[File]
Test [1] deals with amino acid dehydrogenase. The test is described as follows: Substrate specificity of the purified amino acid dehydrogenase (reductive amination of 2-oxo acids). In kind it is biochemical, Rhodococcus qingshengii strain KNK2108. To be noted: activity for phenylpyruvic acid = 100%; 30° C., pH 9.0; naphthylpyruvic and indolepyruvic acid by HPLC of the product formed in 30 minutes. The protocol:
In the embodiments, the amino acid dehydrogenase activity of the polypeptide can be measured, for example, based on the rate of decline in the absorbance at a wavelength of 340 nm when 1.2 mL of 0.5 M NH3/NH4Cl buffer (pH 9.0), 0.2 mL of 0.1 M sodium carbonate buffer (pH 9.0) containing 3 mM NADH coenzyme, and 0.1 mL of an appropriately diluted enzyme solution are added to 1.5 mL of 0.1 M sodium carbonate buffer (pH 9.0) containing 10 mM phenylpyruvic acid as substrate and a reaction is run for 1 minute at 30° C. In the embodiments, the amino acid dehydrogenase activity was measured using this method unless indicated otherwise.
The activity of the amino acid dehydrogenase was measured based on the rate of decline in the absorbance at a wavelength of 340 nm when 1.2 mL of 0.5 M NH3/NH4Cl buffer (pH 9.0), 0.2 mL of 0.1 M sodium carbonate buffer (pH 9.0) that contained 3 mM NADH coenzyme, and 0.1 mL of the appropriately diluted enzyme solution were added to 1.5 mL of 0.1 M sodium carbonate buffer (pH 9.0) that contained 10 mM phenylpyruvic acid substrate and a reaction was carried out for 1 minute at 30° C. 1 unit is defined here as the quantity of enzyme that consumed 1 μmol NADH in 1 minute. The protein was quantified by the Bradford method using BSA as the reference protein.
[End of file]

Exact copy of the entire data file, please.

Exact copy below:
Test [1] deals with amino acid dehydrogenase. The test is described as follows: Substrate specificity of the purified amino acid dehydrogenase (reductive amination of 2-oxo acids). In kind it is biochemical, Rhodococcus qingshengii strain KNK2108. To be noted: activity for phenylpyruvic acid = 100%; 30° C., pH 9.0; naphthylpyruvic and indolepyruvic acid by HPLC of the product formed in 30 minutes. The protocol:
In the embodiments, the amino acid dehydrogenase activity of the polypeptide can be measured, for example, based on the rate of decline in the absorbance at a wavelength of 340 nm when 1.2 mL of 0.5 M NH3/NH4Cl buffer (pH 9.0), 0.2 mL of 0.1 M sodium carbonate buffer (pH 9.0) containing 3 mM NADH coenzyme, and 0.1 mL of an appropriately diluted enzyme solution are added to 1.5 mL of 0.1 M sodium carbonate buffer (pH 9.0) containing 10 mM phenylpyruvic acid as substrate and a reaction is run for 1 minute at 30° C. In the embodiments, the amino acid dehydrogenase activity was measured using this method unless indicated otherwise.
The activity of the amino acid dehydrogenase was measured based on the rate of decline in the absorbance at a wavelength of 340 nm when 1.2 mL of 0.5 M NH3/NH4Cl buffer (pH 9.0), 0.2 mL of 0.1 M sodium carbonate buffer (pH 9.0) that contained 3 mM NADH coenzyme, and 0.1 mL of the appropriately diluted enzyme solution were added to 1.5 mL of 0.1 M sodium carbonate buffer (pH 9.0) that contained 10 mM phenylpyruvic acid substrate and a reaction was carried out for 1 minute at 30° C. 1 unit is defined here as the quantity of enzyme that consumed 1 μmol NADH in 1 minute. The protein was quantified by the Bradford method using BSA as the reference protein.